The TV reality shows that receive the highest ratings also have the highest incidences of peer abuse—bullying. Peer abusers—bullies—love drama and are drawn to it like flies to feces! The more altercations and confrontations a reality show displays for viewers, the more drama it brings. More drama means the show is more interesting to viewers. The more interesting the show, the more viewers the show gets and the higher the ratings that show receives.
Even worse, the more drama a reality star brings to a show (usually by bullying others on the show), the higher the show is rated—and the higher the star is rated by producers of the show and the network executives. For a reality star, this not only guarantees a spot on the show’s next season, but also much bigger paycheck. Producers and executives may offer a bullying star hundreds of thousands, if not millions, of dollars! The shows rewards the bullies and encourage despicable behavior—think Teresa Guidice of The Real Housewives of New Jersey, or Nene Leakes of The Real Housewives of Atlanta.
In my opinion, both of these women, who are in their 40s and 50s, have shown some of the most queen bee, mean girl behavior of anyone on television. I don’t know about anyone else, but for me, watching women in this age group display such girl’s room/locker room antics is sickening and an embarrassment to my generation of women! Unbecoming of women of any age, this behavior is even worse coming from women of our age, whom you would expect to set a better example for younger females. Should they even qualify as stars? Sadly, society today appears to have an insatiable appetite for trash. And I’m personally disturbed that so many people—particularly young people—find this abusive behavior entertaining. It’s no wonder that bullying and peer abuse is so rampant globally today!
Parents and grandparents must either forbid children to watch these types of reality shows. Or if they permit them to watch them, they need to explain to the kids that TV reality shows may make bullying look glamorous but it is never okay, and that such behaviors shown on television are unacceptable in real life.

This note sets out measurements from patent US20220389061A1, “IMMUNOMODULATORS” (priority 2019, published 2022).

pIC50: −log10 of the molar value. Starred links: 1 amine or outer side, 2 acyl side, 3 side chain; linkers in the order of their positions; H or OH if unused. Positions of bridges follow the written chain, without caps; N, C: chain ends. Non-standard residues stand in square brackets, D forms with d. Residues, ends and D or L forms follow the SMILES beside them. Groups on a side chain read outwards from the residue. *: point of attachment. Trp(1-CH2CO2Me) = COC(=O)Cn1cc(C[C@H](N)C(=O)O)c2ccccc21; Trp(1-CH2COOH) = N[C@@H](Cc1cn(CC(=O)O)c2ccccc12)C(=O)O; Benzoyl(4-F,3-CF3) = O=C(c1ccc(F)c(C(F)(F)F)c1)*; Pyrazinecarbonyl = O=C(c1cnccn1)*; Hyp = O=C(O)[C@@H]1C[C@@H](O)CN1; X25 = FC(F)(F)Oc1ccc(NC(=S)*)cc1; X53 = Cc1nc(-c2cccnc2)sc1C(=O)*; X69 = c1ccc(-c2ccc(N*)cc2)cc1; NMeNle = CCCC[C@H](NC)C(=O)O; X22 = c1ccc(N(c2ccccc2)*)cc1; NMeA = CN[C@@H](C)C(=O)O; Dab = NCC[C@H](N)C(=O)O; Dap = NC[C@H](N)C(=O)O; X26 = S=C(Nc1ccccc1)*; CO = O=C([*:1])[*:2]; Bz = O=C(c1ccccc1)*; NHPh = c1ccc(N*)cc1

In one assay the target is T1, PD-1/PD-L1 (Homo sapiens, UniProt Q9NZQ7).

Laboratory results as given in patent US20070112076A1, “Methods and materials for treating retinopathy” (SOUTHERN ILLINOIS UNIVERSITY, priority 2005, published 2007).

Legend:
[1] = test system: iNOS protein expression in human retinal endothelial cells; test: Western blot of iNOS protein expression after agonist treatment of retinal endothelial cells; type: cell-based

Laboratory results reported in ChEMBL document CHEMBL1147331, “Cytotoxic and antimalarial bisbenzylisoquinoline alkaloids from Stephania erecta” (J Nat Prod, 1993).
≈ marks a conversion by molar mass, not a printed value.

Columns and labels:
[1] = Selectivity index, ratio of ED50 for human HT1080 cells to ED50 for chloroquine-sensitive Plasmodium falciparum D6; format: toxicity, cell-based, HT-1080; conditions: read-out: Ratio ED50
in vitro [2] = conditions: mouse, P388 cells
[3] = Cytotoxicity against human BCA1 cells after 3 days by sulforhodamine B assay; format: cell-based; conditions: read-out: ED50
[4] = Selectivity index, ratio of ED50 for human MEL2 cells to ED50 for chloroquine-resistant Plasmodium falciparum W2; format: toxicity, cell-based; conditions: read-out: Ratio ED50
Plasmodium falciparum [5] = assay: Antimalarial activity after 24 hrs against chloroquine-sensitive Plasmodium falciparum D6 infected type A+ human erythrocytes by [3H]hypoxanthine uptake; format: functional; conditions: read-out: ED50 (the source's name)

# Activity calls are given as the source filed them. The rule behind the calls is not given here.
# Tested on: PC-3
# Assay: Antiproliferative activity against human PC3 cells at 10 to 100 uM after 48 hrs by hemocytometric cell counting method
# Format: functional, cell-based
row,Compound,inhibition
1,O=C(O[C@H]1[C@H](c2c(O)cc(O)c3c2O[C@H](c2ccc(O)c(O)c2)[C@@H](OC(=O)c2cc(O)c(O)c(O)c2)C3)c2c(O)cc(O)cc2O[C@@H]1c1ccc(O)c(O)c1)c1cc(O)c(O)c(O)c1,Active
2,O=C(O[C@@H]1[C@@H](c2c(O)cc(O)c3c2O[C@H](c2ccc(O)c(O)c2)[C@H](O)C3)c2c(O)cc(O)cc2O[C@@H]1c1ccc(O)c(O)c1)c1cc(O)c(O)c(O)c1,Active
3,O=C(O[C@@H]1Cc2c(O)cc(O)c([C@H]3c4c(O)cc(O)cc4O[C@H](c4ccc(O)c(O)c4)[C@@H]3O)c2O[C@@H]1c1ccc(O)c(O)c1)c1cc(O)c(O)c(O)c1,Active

There’s nothing glamorous about bullying. Especially to the victims.
We must stop prioritizing petty and poor values. We have to make sure our children know that—unlike what they may see on TV—being the most popular, best liked, or toughest kid on the block is not what life’s all about.
Cherie White, both a writer and author, joined the team after being discovered by Brian through her own personal blog and through social media. She has been writing ever since she was ten years old and has a love for writing articles, short stories and novels. She became intrigued with the new Pyngby app because it helps victims pinpoint victims and their harassers for easy protection and litigation if need be. Because she experienced severe bullying from sixth grade until changing schools during her last year of high school, she has a passion for spreading bullying awareness and helping those who are bullied and abused today. Her goal is to bring down the suicide rate among bullied children, teens and young adults. Her debut novel, “From Victim to Victor” is available now at LuLu. Cherie looks forward to helping victims through Watchdog Creative.
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